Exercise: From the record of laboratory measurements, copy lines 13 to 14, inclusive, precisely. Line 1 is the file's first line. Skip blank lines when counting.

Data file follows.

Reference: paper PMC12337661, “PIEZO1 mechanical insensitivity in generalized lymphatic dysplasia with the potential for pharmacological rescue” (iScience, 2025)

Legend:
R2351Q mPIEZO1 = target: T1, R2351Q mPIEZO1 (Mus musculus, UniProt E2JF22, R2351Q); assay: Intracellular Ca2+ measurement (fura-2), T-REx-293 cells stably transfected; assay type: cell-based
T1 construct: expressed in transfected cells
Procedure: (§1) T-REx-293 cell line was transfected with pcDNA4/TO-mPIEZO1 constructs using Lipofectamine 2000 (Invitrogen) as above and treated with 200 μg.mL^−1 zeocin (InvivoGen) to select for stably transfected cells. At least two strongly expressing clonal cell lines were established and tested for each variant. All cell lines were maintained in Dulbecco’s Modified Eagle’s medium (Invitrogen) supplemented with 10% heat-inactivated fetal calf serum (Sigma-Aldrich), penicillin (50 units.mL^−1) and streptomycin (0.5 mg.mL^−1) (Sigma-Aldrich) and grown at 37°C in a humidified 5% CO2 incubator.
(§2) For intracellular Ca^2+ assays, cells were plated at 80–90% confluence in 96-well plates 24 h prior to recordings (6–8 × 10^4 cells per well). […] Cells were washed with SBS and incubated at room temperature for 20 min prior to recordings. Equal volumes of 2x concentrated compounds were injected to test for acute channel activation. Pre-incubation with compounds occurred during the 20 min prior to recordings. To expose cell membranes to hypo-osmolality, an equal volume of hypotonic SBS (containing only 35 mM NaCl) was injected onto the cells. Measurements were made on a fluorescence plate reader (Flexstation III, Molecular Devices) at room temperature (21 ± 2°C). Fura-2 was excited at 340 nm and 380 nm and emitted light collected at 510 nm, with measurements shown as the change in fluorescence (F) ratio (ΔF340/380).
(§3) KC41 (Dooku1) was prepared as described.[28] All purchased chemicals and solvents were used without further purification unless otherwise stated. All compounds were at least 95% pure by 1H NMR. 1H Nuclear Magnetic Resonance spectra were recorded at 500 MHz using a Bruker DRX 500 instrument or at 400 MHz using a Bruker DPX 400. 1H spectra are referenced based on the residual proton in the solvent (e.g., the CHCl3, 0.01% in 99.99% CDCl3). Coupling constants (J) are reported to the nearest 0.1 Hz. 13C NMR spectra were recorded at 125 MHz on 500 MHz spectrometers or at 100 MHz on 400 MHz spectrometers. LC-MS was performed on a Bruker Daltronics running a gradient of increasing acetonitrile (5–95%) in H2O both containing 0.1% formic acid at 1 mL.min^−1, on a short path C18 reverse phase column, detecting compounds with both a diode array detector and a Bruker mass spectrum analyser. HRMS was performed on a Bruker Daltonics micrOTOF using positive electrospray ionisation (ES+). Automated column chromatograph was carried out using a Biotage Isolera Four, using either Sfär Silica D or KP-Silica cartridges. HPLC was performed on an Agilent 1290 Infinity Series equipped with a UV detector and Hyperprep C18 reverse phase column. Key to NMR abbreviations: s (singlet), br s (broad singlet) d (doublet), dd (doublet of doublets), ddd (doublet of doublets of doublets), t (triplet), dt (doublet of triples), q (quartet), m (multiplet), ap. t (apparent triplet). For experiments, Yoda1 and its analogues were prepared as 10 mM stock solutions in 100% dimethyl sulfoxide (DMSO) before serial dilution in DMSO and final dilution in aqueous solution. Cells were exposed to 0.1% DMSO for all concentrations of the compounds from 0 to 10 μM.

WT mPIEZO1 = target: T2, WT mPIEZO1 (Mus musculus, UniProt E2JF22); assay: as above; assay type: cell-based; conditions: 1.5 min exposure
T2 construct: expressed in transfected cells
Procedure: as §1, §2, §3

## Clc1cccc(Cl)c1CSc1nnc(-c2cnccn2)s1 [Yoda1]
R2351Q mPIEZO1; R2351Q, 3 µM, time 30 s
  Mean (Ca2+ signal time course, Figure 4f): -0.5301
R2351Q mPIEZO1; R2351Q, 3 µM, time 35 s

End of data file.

  Mean (Ca2+ signal time course, Figure 4f): -0.5301
R2351Q mPIEZO1; R2351Q, 3 µM, time 35 s